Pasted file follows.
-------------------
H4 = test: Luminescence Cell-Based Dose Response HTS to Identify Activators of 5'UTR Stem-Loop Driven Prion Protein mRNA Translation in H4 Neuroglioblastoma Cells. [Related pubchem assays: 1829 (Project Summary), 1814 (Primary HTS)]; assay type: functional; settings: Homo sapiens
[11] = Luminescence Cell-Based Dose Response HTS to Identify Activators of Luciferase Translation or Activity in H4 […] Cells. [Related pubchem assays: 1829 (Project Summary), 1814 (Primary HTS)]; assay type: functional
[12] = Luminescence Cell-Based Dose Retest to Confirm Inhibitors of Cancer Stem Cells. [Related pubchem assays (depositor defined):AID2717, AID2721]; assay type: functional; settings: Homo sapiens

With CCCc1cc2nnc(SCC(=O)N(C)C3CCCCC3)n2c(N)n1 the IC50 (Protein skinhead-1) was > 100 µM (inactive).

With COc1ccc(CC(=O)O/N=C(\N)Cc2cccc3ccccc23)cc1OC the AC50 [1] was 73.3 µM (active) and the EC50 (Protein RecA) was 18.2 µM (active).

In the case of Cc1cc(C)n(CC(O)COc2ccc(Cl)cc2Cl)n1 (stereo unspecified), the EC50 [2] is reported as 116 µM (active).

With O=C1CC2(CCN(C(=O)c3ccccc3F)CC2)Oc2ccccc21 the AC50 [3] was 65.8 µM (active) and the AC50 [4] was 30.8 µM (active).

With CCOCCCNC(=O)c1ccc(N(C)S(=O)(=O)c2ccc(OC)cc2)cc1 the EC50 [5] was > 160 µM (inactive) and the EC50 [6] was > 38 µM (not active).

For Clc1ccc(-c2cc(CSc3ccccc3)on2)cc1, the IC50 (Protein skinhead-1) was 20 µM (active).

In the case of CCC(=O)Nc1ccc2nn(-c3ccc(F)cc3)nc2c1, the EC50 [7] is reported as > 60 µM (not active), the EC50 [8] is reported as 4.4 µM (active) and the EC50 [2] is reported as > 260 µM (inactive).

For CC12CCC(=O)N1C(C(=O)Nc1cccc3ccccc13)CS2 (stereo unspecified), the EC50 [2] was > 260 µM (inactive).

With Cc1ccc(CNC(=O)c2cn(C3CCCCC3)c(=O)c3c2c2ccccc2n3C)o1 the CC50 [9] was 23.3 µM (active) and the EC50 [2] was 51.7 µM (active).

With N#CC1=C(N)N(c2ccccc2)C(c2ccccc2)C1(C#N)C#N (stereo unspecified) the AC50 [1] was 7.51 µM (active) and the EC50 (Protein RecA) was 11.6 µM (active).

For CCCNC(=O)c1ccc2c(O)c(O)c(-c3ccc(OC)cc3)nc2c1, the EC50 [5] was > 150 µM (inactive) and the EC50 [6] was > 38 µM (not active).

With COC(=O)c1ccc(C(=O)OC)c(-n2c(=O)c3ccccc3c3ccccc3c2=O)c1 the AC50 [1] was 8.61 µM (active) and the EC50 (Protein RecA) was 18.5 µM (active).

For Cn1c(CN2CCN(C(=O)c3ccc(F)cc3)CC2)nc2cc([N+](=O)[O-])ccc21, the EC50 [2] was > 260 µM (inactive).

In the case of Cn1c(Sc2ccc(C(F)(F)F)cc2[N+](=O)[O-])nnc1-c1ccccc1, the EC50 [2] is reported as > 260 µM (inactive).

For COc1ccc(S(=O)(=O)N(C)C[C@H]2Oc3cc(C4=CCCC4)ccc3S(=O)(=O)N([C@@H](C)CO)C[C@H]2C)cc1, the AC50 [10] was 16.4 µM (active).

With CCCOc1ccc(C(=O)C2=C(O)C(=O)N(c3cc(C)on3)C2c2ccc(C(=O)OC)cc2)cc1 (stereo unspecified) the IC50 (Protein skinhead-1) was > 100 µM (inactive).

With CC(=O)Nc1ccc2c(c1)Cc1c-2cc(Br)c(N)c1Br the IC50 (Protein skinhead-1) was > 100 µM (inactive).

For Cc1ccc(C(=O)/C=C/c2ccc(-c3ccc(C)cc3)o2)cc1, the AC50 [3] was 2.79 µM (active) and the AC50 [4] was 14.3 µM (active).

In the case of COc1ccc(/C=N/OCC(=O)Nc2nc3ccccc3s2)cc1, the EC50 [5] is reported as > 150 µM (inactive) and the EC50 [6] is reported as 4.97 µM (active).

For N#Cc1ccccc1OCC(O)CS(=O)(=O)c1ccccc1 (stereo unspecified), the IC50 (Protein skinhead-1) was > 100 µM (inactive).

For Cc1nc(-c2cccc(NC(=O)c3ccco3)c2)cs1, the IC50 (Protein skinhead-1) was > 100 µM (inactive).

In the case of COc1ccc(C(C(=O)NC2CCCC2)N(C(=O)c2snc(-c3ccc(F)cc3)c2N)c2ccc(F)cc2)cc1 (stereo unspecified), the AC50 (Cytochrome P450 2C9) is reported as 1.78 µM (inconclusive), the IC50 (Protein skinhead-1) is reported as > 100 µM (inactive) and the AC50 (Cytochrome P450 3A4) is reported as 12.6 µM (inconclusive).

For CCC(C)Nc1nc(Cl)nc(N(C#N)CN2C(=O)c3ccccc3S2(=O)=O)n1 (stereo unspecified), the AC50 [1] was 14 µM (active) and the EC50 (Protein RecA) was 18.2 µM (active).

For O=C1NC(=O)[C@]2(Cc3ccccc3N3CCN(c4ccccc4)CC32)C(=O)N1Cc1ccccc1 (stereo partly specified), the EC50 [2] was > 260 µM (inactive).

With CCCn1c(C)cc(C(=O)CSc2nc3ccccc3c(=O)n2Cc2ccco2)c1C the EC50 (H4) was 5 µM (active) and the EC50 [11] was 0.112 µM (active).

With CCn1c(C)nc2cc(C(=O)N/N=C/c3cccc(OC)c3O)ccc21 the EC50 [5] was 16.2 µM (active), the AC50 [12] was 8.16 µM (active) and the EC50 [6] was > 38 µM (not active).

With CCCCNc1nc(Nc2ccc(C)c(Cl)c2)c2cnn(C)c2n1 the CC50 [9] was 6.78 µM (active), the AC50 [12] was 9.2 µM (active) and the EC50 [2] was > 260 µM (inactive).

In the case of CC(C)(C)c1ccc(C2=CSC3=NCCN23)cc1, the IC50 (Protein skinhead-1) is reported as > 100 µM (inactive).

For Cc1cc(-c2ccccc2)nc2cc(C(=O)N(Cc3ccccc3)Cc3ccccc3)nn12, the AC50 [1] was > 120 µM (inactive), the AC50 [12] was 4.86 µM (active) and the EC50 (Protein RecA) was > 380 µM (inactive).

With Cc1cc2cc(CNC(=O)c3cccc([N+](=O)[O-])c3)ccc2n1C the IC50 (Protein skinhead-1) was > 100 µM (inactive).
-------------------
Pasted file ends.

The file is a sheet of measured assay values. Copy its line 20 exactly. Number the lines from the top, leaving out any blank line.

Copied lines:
With CC(=O)Nc1ccc2c(c1)Cc1c-2cc(Br)c(N)c1Br the IC50 (Protein skinhead-1) was > 100 µM (inactive).